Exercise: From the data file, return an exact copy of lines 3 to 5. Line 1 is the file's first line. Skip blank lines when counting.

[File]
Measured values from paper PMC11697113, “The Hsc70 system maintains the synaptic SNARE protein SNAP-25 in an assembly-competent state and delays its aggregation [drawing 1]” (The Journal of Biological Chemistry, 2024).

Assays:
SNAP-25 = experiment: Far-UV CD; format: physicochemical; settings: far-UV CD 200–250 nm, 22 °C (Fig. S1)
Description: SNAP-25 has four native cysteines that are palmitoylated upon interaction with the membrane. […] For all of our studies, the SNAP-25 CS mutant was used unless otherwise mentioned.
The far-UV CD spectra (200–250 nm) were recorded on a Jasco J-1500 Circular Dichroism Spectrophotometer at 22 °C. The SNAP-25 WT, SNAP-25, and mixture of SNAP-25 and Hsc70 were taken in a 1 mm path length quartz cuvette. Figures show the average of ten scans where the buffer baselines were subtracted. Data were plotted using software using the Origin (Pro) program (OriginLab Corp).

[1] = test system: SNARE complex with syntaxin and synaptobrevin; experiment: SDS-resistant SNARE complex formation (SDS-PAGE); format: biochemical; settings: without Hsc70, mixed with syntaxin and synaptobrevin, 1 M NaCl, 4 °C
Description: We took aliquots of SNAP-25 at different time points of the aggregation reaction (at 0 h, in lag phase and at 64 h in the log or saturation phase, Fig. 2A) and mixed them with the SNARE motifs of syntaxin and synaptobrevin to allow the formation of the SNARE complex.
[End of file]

SNAP-25 = experiment: Far-UV CD; format: physicochemical; settings: far-UV CD 200–250 nm, 22 °C (Fig. S1)
Description: SNAP-25 has four native cysteines that are palmitoylated upon interaction with the membrane. […] For all of our studies, the SNAP-25 CS mutant was used unless otherwise mentioned.
The far-UV CD spectra (200–250 nm) were recorded on a Jasco J-1500 Circular Dichroism Spectrophotometer at 22 °C. The SNAP-25 WT, SNAP-25, and mixture of SNAP-25 and Hsc70 were taken in a 1 mm path length quartz cuvette. Figures show the average of ten scans where the buffer baselines were subtracted. Data were plotted using software using the Origin (Pro) program (OriginLab Corp).